Friday, May 22, 2015

Cedar Key and Lake City Invasive Plant ID Workshops

Please see the information below about two Invasive Plant ID Workshops – one in Cedar Key (Levy County) on Thursday, June 18th and one in Lake City (Columbia County) on Friday, June 19th.  The workshops are free will be presented by Dr. Colette Jacono. They are sponsored by the Florida Exotic Pest Plant Council (  
NCF CISMA  Members  
Think Locally, Act Neighborly
Greetings all,
It is my pleasure to announce four upcoming invasive plant identification workshops being held within the boundaries of the North Central Florida CISMA. The Free Training Sessions "Unity through Training" are being sponsored by the Florida Exotic Pest Plant Council (FLEPPC) through a Kathy Craddock Burks Education Grant. Please see the flyer for information on the upcoming NCF CISMA Workshops.
Many thanks to Colette Jacono for all her help in organizing and teaching these events.
I look forward to working with you all in the near future.
Have a wonderful day!
FISP Outreach Coordinator,
Rose Godfrey

Monthly Cooperative Invasive Species Management Area (CISMA) Online Meeting

Monthly Cooperative Invasive Species Management Area (CISMA) Online Meeting
hosted by Florida Invasive Species Partnership (FISP)
Participation is voluntary, we promise it will only last 1 hour, and we can guarantee that you will enjoy the conversations

 Wednesday, May 27th at 1:30pm EST –

  • News you can use: Central Florida Lygodium Strategy - Cheryl Millett
  • CISMA Update: Osceola County CISMA - Cody Marie Miller
  • Shout Outs: FISP summer meeting; New website;

I want to thank all of last month's participants that made the call a success. We had at least 20 participants from at least 7 CISMAs and a couple of FISPers. Special thanks to Angie Huebner for her presentation on the North Central Florida CISMA. I also want to thank all Linda King for her presentation on the FWC  Invasive Plant Mangament Sector Strike Team. Chuck Bargeron was kind enough to give us an update on the inner workings of EDDMapS. Many thanks to him as well. In addition to continuing our improved call agenda of:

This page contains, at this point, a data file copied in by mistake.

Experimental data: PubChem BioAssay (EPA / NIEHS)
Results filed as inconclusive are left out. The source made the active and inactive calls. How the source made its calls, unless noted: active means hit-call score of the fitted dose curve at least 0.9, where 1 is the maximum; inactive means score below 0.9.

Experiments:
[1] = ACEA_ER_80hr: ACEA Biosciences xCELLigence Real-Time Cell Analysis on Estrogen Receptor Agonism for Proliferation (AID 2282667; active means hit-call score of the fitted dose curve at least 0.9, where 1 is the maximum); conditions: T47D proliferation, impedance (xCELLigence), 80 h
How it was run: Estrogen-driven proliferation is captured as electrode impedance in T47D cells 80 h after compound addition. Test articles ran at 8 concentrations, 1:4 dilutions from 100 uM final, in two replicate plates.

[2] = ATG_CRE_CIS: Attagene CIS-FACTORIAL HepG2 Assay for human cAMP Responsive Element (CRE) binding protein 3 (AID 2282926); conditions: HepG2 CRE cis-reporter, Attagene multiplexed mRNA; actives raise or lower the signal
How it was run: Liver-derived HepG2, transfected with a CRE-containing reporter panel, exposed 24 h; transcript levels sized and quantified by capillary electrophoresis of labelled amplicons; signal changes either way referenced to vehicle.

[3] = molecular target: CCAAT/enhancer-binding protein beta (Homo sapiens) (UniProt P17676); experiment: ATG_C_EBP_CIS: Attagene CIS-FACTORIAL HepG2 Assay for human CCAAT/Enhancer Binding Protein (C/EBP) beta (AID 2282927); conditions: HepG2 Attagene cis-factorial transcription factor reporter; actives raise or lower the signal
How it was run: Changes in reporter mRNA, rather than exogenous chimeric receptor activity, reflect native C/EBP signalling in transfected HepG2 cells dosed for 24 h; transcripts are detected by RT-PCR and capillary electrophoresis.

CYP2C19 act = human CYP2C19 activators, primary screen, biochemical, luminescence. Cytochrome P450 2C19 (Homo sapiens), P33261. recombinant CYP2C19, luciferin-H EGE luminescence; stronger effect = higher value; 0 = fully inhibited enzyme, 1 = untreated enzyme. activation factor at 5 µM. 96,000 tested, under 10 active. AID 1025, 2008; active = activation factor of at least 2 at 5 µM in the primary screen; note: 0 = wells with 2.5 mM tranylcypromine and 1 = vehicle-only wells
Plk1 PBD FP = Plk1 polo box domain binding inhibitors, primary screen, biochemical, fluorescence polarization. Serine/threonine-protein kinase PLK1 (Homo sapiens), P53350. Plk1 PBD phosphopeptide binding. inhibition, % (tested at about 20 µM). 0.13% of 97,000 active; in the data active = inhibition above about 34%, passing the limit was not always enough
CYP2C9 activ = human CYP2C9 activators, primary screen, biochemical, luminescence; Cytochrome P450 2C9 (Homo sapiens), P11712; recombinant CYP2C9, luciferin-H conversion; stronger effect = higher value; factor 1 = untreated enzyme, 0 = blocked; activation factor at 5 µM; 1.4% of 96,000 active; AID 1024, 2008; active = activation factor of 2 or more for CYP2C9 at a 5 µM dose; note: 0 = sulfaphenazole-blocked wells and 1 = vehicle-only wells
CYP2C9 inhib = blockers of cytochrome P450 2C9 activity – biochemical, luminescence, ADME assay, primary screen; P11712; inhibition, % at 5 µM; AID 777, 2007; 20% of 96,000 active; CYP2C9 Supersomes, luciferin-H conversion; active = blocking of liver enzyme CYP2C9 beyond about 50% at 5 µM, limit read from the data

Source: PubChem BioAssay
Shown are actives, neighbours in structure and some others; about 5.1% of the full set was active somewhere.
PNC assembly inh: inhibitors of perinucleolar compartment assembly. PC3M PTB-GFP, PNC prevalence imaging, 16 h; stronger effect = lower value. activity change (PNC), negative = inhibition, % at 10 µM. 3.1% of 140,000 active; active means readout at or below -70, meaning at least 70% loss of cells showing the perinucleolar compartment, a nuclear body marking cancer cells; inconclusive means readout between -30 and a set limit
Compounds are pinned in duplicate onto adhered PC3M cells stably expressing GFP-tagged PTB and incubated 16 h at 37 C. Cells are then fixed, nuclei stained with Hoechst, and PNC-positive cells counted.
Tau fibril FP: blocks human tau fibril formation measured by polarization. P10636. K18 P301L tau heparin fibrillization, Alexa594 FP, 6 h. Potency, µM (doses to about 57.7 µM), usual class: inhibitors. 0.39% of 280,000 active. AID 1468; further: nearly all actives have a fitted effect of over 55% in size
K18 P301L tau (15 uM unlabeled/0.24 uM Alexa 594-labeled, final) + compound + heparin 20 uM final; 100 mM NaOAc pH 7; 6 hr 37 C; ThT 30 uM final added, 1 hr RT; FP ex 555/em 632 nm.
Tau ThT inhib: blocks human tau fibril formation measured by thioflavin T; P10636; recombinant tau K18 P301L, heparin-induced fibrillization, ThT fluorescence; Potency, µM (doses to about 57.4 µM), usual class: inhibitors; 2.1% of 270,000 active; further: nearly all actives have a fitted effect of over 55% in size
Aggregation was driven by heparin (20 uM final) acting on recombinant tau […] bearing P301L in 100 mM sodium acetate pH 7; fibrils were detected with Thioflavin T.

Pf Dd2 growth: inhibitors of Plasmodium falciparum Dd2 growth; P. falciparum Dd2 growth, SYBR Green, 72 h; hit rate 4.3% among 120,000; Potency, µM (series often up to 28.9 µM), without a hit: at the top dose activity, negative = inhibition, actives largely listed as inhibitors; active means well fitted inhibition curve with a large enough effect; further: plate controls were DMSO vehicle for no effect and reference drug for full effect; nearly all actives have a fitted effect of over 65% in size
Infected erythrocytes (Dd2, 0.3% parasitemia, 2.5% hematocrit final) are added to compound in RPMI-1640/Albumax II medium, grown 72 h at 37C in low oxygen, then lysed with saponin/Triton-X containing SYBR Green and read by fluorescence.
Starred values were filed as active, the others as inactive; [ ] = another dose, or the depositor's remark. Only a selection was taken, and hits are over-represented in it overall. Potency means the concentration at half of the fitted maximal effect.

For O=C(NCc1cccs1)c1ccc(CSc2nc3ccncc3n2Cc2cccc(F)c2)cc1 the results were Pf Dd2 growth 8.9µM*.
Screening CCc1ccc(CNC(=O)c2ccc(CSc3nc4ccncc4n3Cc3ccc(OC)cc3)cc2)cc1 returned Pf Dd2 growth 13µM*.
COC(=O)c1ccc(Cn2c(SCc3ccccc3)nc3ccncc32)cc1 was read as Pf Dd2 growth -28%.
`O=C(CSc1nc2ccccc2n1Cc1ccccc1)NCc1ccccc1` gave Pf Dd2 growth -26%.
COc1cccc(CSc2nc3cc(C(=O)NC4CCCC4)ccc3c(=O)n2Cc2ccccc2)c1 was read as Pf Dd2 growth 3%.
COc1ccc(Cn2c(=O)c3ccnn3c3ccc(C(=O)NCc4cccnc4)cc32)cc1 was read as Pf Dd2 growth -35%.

• Longer Technical Presentations!
  • One CISMA Update per call
  • Shout outs for upcoming or recently completed events
  • We will be using a new PowerPoint theme to match our fabulous new logo (thanks again Sarah Jean Swain!).
  • recording all things audio and visual for posterity to be posted on the FISP Youtube page for all to enjoy. 

I hope everyone is enjoying themselves despite the sweltering weather. This month we will have an update on the Central Florida Lygodium Strategy from Cheryl Millett. We also have an Osceola County CISMA update from Cody-Marie Miller. We will also discuss the new FISP website that will be going live very soon! Have a great weekend everyone and I hope to 'see' everyone on next week's call!


CISMA Monthly Calls: If you would like to see any past calls, please check them out on the FISP website here
CISMA Listserv: Here is the link to the CISMA listerv if you want to join.
FISP List: Coming Soon! If you want to make sure you don't miss any of my FISP updates you can join the FISP list.

Note:  It is best to log on to WebEx and follow the prompts to call in. 
For information on how to join this WebEx or Teleconference see below:
Meeting information 
Topic: Florida CISMA Monthly Call 
Date: The 4th Wednesday of every 1 months, from Wednesday, August 22, 2012 to no end date
Time: 1:30 pm, Eastern Daylight Time (New York, GMT-04:00)
Meeting Number: 824 138 461 
Meeting Password: Invasive2! 

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Teleconference information 
Call-in toll-free number: 1-866-385-9623  (US)
Call-in number: 1-443-863-6602  (US)
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Conference Code: 751 091 0623 

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2015 Oregon Noxious Weed List

Happy Oregon Invasive Weed Awareness Week!

Just in time for Oregon Invasive Weed Awareness Week… the new 2015 Oregon Noxious Weed list!

Oregon State Weed Board approved the updates to the 2015 Oregon Noxious Weed list.  Below is a summary of the changes-

“A” List

·      Add -  Ravenna Grass, Saccharum ravennae

·      Add – Cape ivy, Delairea odorata

·      Add – Common frogbit, Hydrocharis morsus-ranae    

·      Add – West Indian spongeplant, Limnobium laevigatum

·      Add – Garden yellow loosestrife, Lysimachia vulgaris

·      Add – Water soldier, Stratiotes aloides 

·      Add  - Hoary Alyssum, Berteroa incana  

 “B” List   No changes

 “T” List

Add  - Water primrose, Ludwigia spp

Also changes have been made to the Noxious Weed list for the T listed weeds.  T species are now listed directly on the A or B listed weed pages.  T listed weeds no longer have their own list.  Check out our new list

A lot of work as gone into updating the Weed Distribution Maps for 2015, and all profiles have been added for all listed weeds. (Be patient with the profile list as some are slow to load as we work thru compressing the profiles.)